The other kind of writing is where they add to their manuscripts.  We have them write scenes that are missing, for example. It’s amazing how students don’t hesitate with this one. They all know there are scenes that they didn’t write. It could be the origination of an important relationship between their main character and another character. It could be a secret the main character is ashamed to admit. We fill out in order to shape the manuscript later.

All along we ask them to name books that are similar to theirs and because the majority of our students intend to send their manuscripts out for publication we ask them to name the books that are similar to their books in language and content or is in direct contrast to a book. We changed the words we use to ask this question from books they like or admire to books most like their own.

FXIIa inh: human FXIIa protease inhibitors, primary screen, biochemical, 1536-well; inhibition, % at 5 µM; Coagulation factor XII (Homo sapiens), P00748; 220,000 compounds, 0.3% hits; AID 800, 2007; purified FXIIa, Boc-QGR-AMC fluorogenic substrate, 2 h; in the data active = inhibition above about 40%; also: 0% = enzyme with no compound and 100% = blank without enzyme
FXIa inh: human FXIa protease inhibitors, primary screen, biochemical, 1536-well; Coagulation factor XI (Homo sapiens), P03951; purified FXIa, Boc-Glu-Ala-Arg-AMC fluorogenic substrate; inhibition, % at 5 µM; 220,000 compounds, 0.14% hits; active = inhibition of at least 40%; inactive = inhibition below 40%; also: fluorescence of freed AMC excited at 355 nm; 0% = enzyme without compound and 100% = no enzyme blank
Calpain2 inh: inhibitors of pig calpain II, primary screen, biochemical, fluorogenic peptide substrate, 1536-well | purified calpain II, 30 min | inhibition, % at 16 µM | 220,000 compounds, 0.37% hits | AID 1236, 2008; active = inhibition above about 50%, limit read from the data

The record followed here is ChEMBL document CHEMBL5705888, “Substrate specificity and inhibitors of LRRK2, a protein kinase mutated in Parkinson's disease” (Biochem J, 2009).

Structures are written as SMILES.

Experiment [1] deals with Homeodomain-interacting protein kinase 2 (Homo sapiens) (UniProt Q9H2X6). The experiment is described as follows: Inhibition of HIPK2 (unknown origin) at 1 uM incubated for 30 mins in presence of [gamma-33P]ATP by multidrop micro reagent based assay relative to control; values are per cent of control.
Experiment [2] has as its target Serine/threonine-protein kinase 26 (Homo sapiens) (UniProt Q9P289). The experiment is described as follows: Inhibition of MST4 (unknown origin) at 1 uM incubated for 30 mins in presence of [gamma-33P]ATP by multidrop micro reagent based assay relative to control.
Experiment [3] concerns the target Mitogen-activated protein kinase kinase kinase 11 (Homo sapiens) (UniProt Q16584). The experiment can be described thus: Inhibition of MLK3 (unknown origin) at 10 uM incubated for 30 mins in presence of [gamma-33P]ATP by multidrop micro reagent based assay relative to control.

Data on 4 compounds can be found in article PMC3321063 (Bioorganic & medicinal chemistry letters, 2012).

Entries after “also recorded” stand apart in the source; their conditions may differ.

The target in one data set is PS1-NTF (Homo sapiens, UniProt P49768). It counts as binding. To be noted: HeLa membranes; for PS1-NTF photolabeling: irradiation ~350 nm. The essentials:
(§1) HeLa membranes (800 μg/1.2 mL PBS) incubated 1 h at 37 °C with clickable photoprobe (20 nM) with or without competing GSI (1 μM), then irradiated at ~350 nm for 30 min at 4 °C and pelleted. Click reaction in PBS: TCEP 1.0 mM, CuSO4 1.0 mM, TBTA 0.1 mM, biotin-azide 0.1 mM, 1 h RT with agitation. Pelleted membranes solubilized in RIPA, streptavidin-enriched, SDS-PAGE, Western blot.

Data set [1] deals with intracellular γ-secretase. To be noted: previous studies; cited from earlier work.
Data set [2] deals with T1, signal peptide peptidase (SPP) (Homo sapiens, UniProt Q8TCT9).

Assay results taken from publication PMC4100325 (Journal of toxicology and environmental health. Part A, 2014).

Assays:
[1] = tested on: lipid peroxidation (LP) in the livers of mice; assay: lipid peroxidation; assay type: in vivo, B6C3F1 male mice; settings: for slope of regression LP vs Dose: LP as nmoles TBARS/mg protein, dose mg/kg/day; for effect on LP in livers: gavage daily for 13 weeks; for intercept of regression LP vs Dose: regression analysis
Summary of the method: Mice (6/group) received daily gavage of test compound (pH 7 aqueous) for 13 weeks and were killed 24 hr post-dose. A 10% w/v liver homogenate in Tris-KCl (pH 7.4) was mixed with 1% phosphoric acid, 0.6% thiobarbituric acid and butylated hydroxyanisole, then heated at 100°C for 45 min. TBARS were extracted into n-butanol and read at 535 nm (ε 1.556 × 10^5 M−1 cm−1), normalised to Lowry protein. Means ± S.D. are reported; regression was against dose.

In this way, all the members of the workshop become familiar with what is meaningful to each classmate. We ask them to describe their ideal reader. This is the basis for every discussion and how Pat and I modify that semester’s curriculum to what we are prepared to cover.

When we discuss craft, we refer specifically to how another writer that that student feels inspired by or close to has made the impact they have. This is where close reading and specificity come into play. We take apart a scene in terms of how it is constructed. We try out writing exercises to learn how it’s done. But again we use a combination of texts that the students in class offer and those we think their work speaks to.